The chronic myeloid leukemia stem cell: stemming the tide of persistence.

Tessa L. Holyoake and David Vetrie


Chronic myeloid leukaemia (CML) is caused by the acquisition of the tyrosine kinase BCR-ABL1 in a haemopoietic stem cell (HSC), transforming it into a leukaemic stem cell (LSC) that self-renews, proliferates and differentiates to give rise to a myeloproliferative disease. While tyrosine kinase inhibitors (TKI) that target the kinase activity of BCR-ABL1 have transformed CML from a once fatal disease to a manageable one for the vast majority of patients, only ~10% of those who present in chronic phase (CP) can discontinue TKI treatment and maintain a therapy-free remission. Strong evidence now shows that CML LSC are resistant to the effects of TKIs and they persist in all patients on long-term therapy, where they may promote acquired TKI resistance, drive relapse or disease progression and inevitably represent a bottleneck to cure. Since their discovery in patients almost two decades ago, CML LSC have become a well-recognised exemplar of the cancer stem cell and have been characterised extensively with the aim of developing new curative therapeutic approaches based on LSC eradication. This review summarises our current understanding of many of the pathways and mechanisms that promote the survival of the CP CML LSC and how they can be a source of new gene coding mutations that impact in the clinic. We also review recent pre-clinical approaches that show promise to eradicate the LSC, and future challenges on the path to cure.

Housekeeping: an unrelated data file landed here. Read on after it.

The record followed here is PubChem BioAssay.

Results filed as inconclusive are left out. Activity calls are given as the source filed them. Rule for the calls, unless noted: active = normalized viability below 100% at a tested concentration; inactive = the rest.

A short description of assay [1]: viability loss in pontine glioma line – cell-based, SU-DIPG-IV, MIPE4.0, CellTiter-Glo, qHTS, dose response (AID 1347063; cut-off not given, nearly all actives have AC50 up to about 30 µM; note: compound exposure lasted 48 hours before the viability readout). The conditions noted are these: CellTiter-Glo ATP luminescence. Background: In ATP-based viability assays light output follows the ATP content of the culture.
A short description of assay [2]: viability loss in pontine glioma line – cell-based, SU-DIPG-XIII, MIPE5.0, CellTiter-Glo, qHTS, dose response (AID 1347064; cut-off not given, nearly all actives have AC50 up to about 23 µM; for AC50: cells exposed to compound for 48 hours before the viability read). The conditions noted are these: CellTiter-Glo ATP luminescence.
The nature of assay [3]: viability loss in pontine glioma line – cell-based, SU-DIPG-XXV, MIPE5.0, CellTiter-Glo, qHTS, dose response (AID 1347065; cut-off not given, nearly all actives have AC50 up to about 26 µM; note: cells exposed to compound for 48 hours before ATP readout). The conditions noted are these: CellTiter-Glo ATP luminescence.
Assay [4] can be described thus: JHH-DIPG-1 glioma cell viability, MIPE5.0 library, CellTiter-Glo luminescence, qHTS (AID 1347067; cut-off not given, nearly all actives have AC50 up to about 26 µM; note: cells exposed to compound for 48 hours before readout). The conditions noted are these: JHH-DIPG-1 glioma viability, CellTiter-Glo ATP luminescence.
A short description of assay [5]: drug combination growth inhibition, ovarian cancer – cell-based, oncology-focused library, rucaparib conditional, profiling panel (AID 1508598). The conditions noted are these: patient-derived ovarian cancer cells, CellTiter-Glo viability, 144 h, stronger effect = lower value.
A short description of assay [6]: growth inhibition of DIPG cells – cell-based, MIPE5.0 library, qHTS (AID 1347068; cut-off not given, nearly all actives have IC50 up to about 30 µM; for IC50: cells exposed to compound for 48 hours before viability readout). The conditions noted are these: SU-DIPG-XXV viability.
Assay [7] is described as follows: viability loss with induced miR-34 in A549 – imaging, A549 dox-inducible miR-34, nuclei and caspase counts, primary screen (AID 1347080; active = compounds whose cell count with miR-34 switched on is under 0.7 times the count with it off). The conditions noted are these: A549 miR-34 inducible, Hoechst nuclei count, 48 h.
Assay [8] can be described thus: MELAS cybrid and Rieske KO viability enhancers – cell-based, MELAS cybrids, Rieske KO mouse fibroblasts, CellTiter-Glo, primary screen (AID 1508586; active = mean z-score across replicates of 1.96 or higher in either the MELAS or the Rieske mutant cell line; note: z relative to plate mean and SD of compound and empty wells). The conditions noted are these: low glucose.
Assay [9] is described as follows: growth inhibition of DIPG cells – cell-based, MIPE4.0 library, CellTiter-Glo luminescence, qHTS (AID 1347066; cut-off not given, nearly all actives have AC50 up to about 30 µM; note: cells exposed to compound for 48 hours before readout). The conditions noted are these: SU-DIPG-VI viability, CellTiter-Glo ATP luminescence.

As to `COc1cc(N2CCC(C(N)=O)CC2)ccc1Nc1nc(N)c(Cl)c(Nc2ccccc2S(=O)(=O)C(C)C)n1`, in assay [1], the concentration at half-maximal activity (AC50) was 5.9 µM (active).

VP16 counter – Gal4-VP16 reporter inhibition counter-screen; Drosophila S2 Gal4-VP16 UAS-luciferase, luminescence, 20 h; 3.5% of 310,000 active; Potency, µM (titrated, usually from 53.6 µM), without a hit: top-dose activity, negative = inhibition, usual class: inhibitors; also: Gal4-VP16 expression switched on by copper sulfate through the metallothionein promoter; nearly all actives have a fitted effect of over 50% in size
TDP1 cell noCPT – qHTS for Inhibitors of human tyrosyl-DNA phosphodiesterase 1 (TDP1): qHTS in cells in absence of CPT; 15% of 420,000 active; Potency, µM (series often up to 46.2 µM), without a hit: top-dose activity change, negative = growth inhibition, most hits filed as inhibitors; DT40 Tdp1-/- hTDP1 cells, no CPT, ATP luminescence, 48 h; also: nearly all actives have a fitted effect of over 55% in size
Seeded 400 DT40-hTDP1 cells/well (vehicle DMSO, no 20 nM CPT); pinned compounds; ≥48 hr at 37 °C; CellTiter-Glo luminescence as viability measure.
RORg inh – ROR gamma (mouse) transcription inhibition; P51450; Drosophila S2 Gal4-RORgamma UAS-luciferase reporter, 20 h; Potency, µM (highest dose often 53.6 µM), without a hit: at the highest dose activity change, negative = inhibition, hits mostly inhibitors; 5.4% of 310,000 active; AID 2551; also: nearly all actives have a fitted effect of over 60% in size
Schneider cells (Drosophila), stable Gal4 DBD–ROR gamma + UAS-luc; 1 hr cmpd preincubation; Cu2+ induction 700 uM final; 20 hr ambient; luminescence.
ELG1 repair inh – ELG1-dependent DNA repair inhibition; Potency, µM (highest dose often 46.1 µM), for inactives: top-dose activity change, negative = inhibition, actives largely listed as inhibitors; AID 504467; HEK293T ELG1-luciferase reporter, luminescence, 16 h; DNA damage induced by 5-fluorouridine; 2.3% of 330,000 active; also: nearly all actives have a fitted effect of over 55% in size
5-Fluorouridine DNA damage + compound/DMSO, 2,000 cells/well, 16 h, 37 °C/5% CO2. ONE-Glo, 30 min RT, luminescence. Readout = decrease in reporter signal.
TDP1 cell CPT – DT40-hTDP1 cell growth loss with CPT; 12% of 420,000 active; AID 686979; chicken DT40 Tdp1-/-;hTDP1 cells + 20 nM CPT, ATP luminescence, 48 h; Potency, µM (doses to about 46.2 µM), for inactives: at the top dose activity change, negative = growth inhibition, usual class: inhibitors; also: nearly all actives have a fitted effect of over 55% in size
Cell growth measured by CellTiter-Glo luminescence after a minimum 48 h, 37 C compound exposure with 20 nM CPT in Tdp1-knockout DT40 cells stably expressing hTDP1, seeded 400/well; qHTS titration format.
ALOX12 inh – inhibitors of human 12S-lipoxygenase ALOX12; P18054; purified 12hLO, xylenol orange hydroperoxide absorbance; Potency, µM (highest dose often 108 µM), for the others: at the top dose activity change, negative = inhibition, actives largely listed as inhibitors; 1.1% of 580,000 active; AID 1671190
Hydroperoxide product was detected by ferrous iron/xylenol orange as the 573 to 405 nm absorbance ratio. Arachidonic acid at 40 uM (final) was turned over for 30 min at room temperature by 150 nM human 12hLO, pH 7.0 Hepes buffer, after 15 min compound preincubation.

• Submitted September 29, 2016.
  • Accepted November 4, 2016.